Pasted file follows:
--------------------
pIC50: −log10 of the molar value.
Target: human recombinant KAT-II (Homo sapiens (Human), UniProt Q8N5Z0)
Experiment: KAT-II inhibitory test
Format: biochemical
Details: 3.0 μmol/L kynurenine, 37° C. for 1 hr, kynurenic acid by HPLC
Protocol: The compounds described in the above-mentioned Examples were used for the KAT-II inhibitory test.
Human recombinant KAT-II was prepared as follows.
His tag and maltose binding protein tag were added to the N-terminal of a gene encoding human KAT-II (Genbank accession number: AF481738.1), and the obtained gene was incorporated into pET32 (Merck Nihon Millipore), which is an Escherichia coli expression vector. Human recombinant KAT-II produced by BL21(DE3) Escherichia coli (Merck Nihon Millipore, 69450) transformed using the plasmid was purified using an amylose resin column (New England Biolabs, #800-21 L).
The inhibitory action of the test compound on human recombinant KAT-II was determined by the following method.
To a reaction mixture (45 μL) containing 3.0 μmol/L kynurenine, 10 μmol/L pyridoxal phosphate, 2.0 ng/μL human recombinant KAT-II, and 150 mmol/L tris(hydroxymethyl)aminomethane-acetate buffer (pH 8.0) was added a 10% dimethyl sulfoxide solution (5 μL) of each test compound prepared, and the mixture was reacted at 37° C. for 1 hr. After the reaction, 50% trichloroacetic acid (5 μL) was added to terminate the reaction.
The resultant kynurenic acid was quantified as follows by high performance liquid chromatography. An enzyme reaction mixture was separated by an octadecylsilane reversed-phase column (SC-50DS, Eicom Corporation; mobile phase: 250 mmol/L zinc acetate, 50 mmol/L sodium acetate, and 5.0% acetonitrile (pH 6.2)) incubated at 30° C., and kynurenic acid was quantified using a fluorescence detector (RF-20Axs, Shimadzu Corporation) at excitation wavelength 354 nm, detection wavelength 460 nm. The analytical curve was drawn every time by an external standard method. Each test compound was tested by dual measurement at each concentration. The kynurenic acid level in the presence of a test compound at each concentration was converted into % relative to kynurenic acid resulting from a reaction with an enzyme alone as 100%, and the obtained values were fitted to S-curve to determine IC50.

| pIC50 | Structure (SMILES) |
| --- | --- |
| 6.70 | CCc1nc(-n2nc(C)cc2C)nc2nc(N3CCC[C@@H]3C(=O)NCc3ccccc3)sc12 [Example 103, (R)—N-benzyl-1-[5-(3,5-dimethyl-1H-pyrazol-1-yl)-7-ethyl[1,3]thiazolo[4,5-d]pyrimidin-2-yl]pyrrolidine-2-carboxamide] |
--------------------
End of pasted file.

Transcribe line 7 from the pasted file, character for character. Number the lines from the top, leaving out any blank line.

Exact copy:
Human recombinant KAT-II was prepared as follows.